A surge of images along the banks of the Big Muddy.

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Mini-Flood 26: The Trestle


photograph by Michelle Williams

St. Louis has joined only two other cities worldwide (New York City and Paris) in converting an abandoned section of elevated railroad viaduct into an urban greenspace. The project is being overseen by the Great Rivers Greenway District, and will connect The Trestle with the larger “River Ring” when complete. The project is also designed to bridge communities bisected by the highway and other factors.


photograph by Laura Hudson

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Photo Flood 27: DeBaliviere Place


photograph by Mandi Gray

A curious neighborhood with examples of some of the largest private homes in the city rubbing elbows with some of the city’s tallest apartment buildings. DeBaliviere Place is an architectural gem for St. Louis, that provides easy accessibility to Forest Park, Washington University, plenty of dining, and good public transportation options. Its western border is even site to a stretch of the controversial, proposed “Loop Trolley”.


photograph by Jason Gray

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Photo Flood 26: Tower Grove Park


photograph by Jeni Kulka

Donated to the city in 1868, Tower Grove Park is one of St. Louis’ best-loved green spaces. Second in size only to Forest Park, TGP provides recreation for some of the city’s most active neighborhoods. Originally designed after Victorian examples in England, the park is laid out on an east/west axis, and features iconic structures and landscaping.


photograph by Dan Henrichs Photography, St. Louis

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Mini-Flood 25: World Bird Sanctuary


photograph by Theresa Harter

The World Bird Sanctuary is one of the most under-appreciated attractions near St. Louis. With a mission that includes preserving both birds and bird habitats, the Sanctuary spans 105 acres, near both Lone Elk Park and Castlewood State Park. Formed in 1977 as the Raptor Rehabilitation and Propagation Project, WBS now serves more than 200 animals with specially designed enclosures, an activity program, and even an animal hospital.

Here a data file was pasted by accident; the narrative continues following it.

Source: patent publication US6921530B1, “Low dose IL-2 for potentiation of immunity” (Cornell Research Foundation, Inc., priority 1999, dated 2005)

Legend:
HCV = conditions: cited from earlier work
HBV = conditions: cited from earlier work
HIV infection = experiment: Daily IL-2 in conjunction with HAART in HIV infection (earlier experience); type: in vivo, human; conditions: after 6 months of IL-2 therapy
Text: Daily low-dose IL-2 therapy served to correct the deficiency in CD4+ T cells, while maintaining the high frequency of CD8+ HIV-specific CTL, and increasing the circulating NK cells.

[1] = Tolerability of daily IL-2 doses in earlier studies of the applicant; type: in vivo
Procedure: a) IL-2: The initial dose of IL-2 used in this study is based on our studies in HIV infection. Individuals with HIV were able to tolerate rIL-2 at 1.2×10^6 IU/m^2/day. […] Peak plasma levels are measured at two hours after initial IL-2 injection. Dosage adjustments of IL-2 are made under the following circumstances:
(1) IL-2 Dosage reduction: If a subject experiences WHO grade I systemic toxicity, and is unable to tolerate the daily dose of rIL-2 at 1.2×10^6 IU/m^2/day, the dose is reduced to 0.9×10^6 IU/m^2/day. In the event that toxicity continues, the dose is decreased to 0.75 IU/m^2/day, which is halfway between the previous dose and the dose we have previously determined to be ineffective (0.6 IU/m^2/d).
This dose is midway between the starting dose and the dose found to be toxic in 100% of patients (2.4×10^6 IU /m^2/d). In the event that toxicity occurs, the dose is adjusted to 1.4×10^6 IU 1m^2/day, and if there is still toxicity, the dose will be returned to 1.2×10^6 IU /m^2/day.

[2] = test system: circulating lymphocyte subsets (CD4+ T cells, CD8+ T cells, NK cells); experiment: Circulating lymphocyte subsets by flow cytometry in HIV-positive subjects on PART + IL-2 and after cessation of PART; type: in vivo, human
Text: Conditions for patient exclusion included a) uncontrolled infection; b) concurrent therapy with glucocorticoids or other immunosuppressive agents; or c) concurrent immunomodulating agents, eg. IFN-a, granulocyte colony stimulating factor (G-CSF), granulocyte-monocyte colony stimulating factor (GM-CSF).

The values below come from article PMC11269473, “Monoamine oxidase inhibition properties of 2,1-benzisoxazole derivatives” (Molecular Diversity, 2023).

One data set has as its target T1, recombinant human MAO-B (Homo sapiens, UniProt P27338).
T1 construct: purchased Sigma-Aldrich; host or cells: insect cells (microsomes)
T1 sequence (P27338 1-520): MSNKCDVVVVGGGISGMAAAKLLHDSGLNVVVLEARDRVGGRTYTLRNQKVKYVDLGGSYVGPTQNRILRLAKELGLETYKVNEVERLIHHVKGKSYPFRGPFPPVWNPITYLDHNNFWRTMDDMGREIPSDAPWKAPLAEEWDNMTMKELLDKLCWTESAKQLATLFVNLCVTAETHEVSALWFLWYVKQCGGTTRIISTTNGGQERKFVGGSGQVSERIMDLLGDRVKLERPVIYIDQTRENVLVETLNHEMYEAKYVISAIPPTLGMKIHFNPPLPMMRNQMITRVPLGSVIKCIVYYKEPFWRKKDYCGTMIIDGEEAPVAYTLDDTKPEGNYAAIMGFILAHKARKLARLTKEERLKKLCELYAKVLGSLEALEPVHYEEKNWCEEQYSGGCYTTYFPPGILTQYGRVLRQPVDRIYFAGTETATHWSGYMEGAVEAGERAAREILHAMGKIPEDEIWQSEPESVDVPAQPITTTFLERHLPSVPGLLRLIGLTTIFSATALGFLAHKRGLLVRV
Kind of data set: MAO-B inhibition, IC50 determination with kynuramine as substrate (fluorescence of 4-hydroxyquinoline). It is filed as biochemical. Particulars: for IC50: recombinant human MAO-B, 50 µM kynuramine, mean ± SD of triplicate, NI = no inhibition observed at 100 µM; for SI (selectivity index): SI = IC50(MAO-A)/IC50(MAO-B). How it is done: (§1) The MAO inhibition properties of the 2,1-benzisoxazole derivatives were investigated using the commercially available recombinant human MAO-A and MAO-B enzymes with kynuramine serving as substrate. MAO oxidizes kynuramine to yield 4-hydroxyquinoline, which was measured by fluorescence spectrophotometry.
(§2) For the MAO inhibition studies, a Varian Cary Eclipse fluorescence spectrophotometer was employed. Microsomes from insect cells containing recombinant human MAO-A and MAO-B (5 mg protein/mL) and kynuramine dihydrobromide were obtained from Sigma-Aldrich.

photograph by Theresa Harter

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Photo Flood 25: St. Louis Hills


photograph by Amanda Krebel

The St. Louis Hills neighborhood, one of the city’s youngest, is a beautiful residential neighborhood filled with homes and businesses reflecting both the Art Deco age of their origin and the neon-colored vibe of Old Route 66 (which passed through). Of all 79 neighborhoods in the city, this one is among the most intact and consistently occupied. So how does an entire neighborhood remain so desirable for over 80 years? On one side, the answer lays partially in the work that a devoted neighborhood association does to keep streets clean, parks serene and businesses open. On the other side, St. Louis Hills is an answer to the question, “What happened to places like The Ville and JeffVanderLou?” That said, there is very little not to like about this place, while strolling Francis Park on a warm summer afternoon with a Ted Drewes in hand.


photograph by Jeni Kulka

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Photo Flood 24: Downtown


photograph by Janet Henrichs

Two years ago, Photo Flood Saint Louis began with an exploration of the central section of Downtown St. Louis (containing the original town settlement along the Mississippi). Last year, we photographed the southern section, an exciting amalgam of old and new construction. In July, having grown from a group of five to 195, we returned to finish the north area of Downtown.

Downtown north is punctuated by tall buildings along the Washington Avenue corridor, evidence of the warehouse district that once fed the city’s only river crossing at Ead’s Bridge with its freight. In the 1970’s, a depopulated city was faced with the decision of how to attract business conventions (a position once thought to be a depressed city’s saving grace) and where to locate such a meeting facility. Once again, Downtown north was selected to harbor the commodities, in abstract this time, that would pass through St. Louis’ America’s Center Convention Complex (originally Cervantes Convention Center). The area is also home to Laclede’s Landing, the Edward Jones Dome, and much more.


photograph by John Nagel

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Mini-Flood 24: Compton Hill Reservoir Park


photograph by Dan Henrichs Photography, St. Louis

The story of water distribution in St. Louis is a marvelous tale of engineering might combined with a fast-rising city’s Victorian sensibilities. The first water delivery operation was a privately held company that went into business amid the first major influx of German and Irish immigrants in the 1830’s. However, by the end of that decade, the city had become sole owner of its waterworks. It had also inherited a major health problem with subsequent outbreaks of Cholera, which were to become the worst per capita of any city in America. Thereby, water treatment was not only needed, it was necessary.


photograph by Kristi Foster Photography

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